Sunday, August 15, 2010


Since Shakespeare wrote of Ophelia and her demise an abundance of artists, writers, actors and musicians have applied their perspective to her story and used her image symbolically. To which I add my own, currently on display as part of the Kerrville Art & Cultural Center as part of their invitational glass show Luminous.
8 1/2" in diameter 1/2" thick cast glass bowl
Several years ago, I shared with you the Ophelia series of glass beads created by Nina “Sam” Hibler. They were inspired, I believe, in part by the Pre-Raphaelite painting of Ophelia created by John Everett Millais. For the last 12 years an Ophelia like print of The Young Martyr by Paul Delaroche has hung in my home. Although I was not consciously considering it when I made this piece, it obviously had an effect. Other influences included Arthur Rimbaud’s poem on the subject.

On the calm black water where the stars are sleeping
White Ophelia floats like a great lily;
Floats very slowly, lying in her long veils...
In the far-off woods you can hear them sound the mort.

For more than a thousand years sad Ophelia
Has passed, a white phantom, down the long black river.
For more than a thousand years her sweet madness
Has murmured its ballad to the evening breeze.

The wind kisses her breasts and unfolds in a wreath
Her great veils rising and falling with the waters;
The shivering willows weep on her shoulder,
The rushes lean over her wide, dreaming brow.

The ruffled water-lilies are sighing around her;
At times she rouses, in a slumbering alder,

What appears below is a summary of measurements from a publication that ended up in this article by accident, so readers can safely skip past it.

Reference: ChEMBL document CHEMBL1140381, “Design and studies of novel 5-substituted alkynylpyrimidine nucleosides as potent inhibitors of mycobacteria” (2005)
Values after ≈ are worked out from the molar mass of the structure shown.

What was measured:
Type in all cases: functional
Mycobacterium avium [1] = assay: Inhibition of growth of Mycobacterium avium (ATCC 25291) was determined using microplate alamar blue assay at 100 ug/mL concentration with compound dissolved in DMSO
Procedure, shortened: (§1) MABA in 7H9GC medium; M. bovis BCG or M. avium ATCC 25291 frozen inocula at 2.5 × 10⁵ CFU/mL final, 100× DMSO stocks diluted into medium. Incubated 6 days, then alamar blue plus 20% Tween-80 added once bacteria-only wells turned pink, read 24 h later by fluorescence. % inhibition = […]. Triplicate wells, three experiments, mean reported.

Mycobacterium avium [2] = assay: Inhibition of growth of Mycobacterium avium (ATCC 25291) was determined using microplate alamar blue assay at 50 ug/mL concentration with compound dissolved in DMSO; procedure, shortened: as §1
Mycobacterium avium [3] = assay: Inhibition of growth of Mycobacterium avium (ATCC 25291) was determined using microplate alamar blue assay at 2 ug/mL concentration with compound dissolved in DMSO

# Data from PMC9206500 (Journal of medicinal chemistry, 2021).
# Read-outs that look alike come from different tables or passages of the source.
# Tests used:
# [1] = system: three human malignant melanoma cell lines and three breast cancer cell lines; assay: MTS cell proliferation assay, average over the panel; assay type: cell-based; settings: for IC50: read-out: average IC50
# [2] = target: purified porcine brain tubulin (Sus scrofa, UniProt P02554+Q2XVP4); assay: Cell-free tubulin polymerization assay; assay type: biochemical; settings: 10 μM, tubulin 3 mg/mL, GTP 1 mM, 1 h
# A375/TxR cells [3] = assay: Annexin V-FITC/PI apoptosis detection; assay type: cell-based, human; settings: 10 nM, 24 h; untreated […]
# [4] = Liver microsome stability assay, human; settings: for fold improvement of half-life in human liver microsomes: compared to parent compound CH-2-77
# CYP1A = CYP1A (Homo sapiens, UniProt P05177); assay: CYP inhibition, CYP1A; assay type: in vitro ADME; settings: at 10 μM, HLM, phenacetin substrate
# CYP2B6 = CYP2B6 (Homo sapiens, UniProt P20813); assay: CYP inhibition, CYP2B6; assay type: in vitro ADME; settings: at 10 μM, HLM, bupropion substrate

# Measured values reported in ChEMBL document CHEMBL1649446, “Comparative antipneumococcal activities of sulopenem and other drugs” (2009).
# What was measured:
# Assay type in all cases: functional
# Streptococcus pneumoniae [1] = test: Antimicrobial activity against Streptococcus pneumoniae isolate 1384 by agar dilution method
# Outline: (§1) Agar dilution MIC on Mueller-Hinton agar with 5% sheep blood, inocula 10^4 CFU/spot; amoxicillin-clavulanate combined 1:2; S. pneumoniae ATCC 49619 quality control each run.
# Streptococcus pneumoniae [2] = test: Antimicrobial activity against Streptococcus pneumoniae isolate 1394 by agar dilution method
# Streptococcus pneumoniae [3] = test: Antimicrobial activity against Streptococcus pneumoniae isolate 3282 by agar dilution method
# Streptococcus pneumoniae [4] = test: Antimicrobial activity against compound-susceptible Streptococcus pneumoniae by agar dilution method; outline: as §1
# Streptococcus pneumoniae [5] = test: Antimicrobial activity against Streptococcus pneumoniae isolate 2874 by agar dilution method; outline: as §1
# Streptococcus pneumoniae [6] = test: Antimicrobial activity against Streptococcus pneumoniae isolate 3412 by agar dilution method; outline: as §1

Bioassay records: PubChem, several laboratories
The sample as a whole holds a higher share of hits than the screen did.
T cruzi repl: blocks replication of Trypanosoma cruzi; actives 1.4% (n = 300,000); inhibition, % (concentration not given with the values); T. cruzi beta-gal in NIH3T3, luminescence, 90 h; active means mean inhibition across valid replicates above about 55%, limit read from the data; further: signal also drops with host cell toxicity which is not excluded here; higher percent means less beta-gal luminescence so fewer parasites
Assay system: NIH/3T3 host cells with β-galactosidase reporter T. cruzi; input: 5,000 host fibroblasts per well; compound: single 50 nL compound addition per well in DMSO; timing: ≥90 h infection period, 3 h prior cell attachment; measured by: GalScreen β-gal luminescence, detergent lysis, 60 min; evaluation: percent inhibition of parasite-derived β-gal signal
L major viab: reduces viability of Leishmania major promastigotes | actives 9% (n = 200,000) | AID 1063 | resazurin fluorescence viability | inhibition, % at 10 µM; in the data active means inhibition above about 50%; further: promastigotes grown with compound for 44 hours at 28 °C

Some nest from which escapes a small rustle of wings;
A mysterious anthem falls from the golden stars.


O pale Ophelia! beautiful as snow!
Yes child, you died, carried off by a river!
It was the winds descending from the great mountains of Norway
That spoke to you in low voices of better freedom.

It was a breath of wind, that, twisting your great hair,
Brought strange rumors to your dreaming mind;
It was your heart listening to the song of Nature
In the groans of the tree and the sighs of the nights;

It was the voice of mad seas, the great roar,
That shattered your child's heart, too human and too soft;
It was a handsome pale knight, a poor madman
Who one April morning sate mute at your knees!

Heaven! Love! Freedom! What a dream, oh poor crazed Girl!
You melted to him as snow does to a fire;
Your great visions strangled your words
And fearful Infinity terrified your blue eye!


And the poet says that by starlight
You come seeking, in the night, the flowers that you picked
And that he has seen on the water, lying in her long veils
White Ophelia floating, like a great lily.

Arthur Rimbaud
Ophelia As translated by Oliver Bernard

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